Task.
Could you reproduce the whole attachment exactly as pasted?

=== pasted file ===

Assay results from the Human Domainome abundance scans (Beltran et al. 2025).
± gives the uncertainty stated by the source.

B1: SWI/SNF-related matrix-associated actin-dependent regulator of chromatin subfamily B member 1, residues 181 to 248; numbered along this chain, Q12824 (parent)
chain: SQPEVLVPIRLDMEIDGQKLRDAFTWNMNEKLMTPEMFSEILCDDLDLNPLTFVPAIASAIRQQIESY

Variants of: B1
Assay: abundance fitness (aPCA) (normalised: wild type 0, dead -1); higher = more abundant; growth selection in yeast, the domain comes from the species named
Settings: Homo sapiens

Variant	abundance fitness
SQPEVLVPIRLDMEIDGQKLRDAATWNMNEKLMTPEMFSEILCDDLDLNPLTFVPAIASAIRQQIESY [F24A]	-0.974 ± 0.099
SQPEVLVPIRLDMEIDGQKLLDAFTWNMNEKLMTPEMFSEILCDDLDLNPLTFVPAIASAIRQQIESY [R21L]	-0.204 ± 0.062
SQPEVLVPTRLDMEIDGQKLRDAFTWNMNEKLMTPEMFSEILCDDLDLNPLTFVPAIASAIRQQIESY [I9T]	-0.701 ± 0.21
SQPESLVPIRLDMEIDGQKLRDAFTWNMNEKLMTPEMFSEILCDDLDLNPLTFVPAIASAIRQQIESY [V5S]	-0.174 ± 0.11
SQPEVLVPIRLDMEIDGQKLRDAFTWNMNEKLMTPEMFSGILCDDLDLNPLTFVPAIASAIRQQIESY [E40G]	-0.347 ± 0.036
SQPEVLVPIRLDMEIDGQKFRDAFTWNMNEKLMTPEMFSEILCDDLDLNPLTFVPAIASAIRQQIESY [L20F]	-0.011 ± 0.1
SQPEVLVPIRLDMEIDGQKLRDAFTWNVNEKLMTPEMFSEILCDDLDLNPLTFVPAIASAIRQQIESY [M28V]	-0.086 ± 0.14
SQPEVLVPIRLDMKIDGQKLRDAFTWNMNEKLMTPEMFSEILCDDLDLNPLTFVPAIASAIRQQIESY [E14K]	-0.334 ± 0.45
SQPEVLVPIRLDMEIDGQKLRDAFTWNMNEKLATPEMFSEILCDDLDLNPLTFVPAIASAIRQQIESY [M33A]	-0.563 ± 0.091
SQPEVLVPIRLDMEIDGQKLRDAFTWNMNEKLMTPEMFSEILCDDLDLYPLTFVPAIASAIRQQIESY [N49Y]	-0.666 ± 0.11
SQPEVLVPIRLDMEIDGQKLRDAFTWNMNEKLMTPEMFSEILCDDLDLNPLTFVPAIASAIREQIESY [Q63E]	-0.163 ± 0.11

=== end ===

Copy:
Assay results from the Human Domainome abundance scans (Beltran et al. 2025).
± gives the uncertainty stated by the source.

B1: SWI/SNF-related matrix-associated actin-dependent regulator of chromatin subfamily B member 1, residues 181 to 248; numbered along this chain, Q12824 (parent)
chain: SQPEVLVPIRLDMEIDGQKLRDAFTWNMNEKLMTPEMFSEILCDDLDLNPLTFVPAIASAIRQQIESY

Variants of: B1
Assay: abundance fitness (aPCA) (normalised: wild type 0, dead -1); higher = more abundant; growth selection in yeast, the domain comes from the species named
Settings: Homo sapiens

Variant	abundance fitness
SQPEVLVPIRLDMEIDGQKLRDAATWNMNEKLMTPEMFSEILCDDLDLNPLTFVPAIASAIRQQIESY [F24A]	-0.974 ± 0.099
SQPEVLVPIRLDMEIDGQKLLDAFTWNMNEKLMTPEMFSEILCDDLDLNPLTFVPAIASAIRQQIESY [R21L]	-0.204 ± 0.062
SQPEVLVPTRLDMEIDGQKLRDAFTWNMNEKLMTPEMFSEILCDDLDLNPLTFVPAIASAIRQQIESY [I9T]	-0.701 ± 0.21
SQPESLVPIRLDMEIDGQKLRDAFTWNMNEKLMTPEMFSEILCDDLDLNPLTFVPAIASAIRQQIESY [V5S]	-0.174 ± 0.11
SQPEVLVPIRLDMEIDGQKLRDAFTWNMNEKLMTPEMFSGILCDDLDLNPLTFVPAIASAIRQQIESY [E40G]	-0.347 ± 0.036
SQPEVLVPIRLDMEIDGQKFRDAFTWNMNEKLMTPEMFSEILCDDLDLNPLTFVPAIASAIRQQIESY [L20F]	-0.011 ± 0.1
SQPEVLVPIRLDMEIDGQKLRDAFTWNVNEKLMTPEMFSEILCDDLDLNPLTFVPAIASAIRQQIESY [M28V]	-0.086 ± 0.14
SQPEVLVPIRLDMKIDGQKLRDAFTWNMNEKLMTPEMFSEILCDDLDLNPLTFVPAIASAIRQQIESY [E14K]	-0.334 ± 0.45
SQPEVLVPIRLDMEIDGQKLRDAFTWNMNEKLATPEMFSEILCDDLDLNPLTFVPAIASAIRQQIESY [M33A]	-0.563 ± 0.091
SQPEVLVPIRLDMEIDGQKLRDAFTWNMNEKLMTPEMFSEILCDDLDLYPLTFVPAIASAIRQQIESY [N49Y]	-0.666 ± 0.11
SQPEVLVPIRLDMEIDGQKLRDAFTWNMNEKLMTPEMFSEILCDDLDLNPLTFVPAIASAIREQIESY [Q63E]	-0.163 ± 0.11